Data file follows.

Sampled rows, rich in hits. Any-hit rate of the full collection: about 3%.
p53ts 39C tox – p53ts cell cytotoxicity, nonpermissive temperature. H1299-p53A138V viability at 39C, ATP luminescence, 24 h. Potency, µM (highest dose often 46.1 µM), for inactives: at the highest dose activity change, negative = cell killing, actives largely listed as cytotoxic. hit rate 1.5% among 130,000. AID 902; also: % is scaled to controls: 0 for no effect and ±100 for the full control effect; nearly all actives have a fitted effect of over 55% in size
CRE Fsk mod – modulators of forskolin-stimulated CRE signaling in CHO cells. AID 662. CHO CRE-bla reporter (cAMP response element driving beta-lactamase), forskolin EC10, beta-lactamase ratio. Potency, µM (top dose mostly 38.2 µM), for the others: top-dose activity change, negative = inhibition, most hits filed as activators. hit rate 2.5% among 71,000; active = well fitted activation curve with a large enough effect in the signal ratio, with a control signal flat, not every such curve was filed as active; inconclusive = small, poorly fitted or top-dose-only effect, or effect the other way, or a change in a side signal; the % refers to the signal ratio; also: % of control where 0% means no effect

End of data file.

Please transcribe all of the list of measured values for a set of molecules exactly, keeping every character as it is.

Sampled rows, rich in hits. Any-hit rate of the full collection: about 3%.
p53ts 39C tox – p53ts cell cytotoxicity, nonpermissive temperature. H1299-p53A138V viability at 39C, ATP luminescence, 24 h. Potency, µM (highest dose often 46.1 µM), for inactives: at the highest dose activity change, negative = cell killing, actives largely listed as cytotoxic. hit rate 1.5% among 130,000. AID 902; also: % is scaled to controls: 0 for no effect and ±100 for the full control effect; nearly all actives have a fitted effect of over 55% in size
CRE Fsk mod – modulators of forskolin-stimulated CRE signaling in CHO cells. AID 662. CHO CRE-bla reporter (cAMP response element driving beta-lactamase), forskolin EC10, beta-lactamase ratio. Potency, µM (top dose mostly 38.2 µM), for the others: top-dose activity change, negative = inhibition, most hits filed as activators. hit rate 2.5% among 71,000; active = well fitted activation curve with a large enough effect in the signal ratio, with a control signal flat, not every such curve was filed as active; inconclusive = small, poorly fitted or top-dose-only effect, or effect the other way, or a change in a side signal; the % refers to the signal ratio; also: % of control where 0% means no effect